So, take a deep breath, start your NCLEX review, and let's get started! Your total success is right around the next bend.
Entrepreneurialism is growing in all segments of work, and nursing is no exception. Registered nursing is a field that is experiencing high growth due to the aging population living longer and the technology that is improving and saving lives. Qualified nurses are highly sought after for employment, but the work can be demanding and stressful. Nurses work in hospitals, nursing homes, medical offices and other medical facilities. The hours are often long and working nights and week-ends are required. The demands on personal time and home life can be stressful which is why some nurses are seeking self-employment. Some of the rewards of self-employment include:
- Being in charge of your own work life
- Being able to set work days and hours around personal needs and schedule
- Determining types of clients and patients most comfortable working with
- Setting fees for work
- Working for enjoyment instead of just a paycheck.
Self-employed nurses must develop a business model and establish a business, which means getting an Employer Identification Number (EIN) from the IRS just like any other business. The business must pay all applicable taxes, and the nurse should get business insurance to protect against any liabilities that may arise.
Other than that, all the nurse has to do is begin marketing the independent nursing business, and clients should not be hard to find. There are several types of work the nurse entrepreneur could pursue.
Private Duty Nursing – with the aging population and people who are ill but want to stay in their homes, a registered nurse can work with private-pay clients. Families may need nursing care for loved ones 24 hours a day, but do not want to put the person in a skilled nursing facility away from family.
Medical Consultant – many companies find it is less expensive to hire consultants for projects rather than permanent staff. Nurses can use their medical background to consult with all types of companies including hospitals, insurance companies, medical billing companies and even research facilities.
Wellness Coach – the focus of many organizations is keeping people healthy rather than incurring serious medical expenses managing illnesses. Companies are hiring wellness coaches as a benefit to employees in an effort to steer employees to activities that encourage healthy lifestyles. Nurses are contracted to develop and institute programs and counsel on wellness.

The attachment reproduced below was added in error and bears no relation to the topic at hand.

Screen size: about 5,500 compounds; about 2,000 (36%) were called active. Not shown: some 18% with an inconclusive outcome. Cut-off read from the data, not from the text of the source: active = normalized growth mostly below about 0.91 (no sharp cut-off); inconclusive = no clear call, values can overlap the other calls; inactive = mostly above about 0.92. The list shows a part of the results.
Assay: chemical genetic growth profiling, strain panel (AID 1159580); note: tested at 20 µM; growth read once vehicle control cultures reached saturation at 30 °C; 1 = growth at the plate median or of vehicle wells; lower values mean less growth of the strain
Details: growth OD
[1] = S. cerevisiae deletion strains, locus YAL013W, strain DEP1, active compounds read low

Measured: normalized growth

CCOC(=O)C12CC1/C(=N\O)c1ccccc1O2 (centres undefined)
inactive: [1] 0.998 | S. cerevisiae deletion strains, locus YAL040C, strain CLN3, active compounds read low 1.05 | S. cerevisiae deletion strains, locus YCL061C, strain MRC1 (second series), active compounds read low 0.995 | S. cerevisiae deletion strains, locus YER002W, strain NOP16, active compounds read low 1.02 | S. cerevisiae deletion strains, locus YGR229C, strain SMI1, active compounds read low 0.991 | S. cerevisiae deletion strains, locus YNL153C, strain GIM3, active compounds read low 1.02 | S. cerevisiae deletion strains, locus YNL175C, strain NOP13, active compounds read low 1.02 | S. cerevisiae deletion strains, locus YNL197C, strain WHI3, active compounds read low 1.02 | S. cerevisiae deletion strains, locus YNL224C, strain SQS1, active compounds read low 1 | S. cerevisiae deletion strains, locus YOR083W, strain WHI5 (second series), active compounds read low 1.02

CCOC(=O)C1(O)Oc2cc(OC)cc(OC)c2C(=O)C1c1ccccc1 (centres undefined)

Case Managers – a nurse entrepreneur can work as patient advocates, care managers and area-specific case managers for medical facilities, advocacy groups and even individual private-pay clients.
Advanced Nursing – some nurses are obtaining Master’s Degrees and training as nurse midwives, nurse practitioners and other specialized fields and opening their own medical practices. They are generally in high demand as many people prefer the caring, more holistic approach of these medical providers.
Healthcare is a growing field, and the opportunities are there to help shape the next phase of healthcare delivery. Programs are available to help nurses gain extra skills and certifications that put them on the road to independence and success as RN entrepreneurs. So once you pass the NCLEX you can decide for yourself if being a nurse entrepreneur is for you or not. At least you'll have the option.
When beginning your preparations for the NCLEX-RN examination, knowing what to expect during the examination will help to put your mind at ease. When studying for the NCLEX-RN examination, there are many important factors to consider, including time limitations, how to sign up for the exam, eligibility requirements, cost of the examination and where the examination is conducted.
NCLEX-RN Eligibility Requirements
In order to apply to take the NCLEX-RN examination, you must first contact your state board of nursing and apply for licensure and eligibility to take the exam. The nursing board will contact the institution where you have studied nursing and confirm your credentials and eligibility for the examination. Once eligibility is granted by your state board of nursing, you then receive authorization to test. Once your authorization has been received, you may then register to take the test with Pearson VUE and pay the testing fee.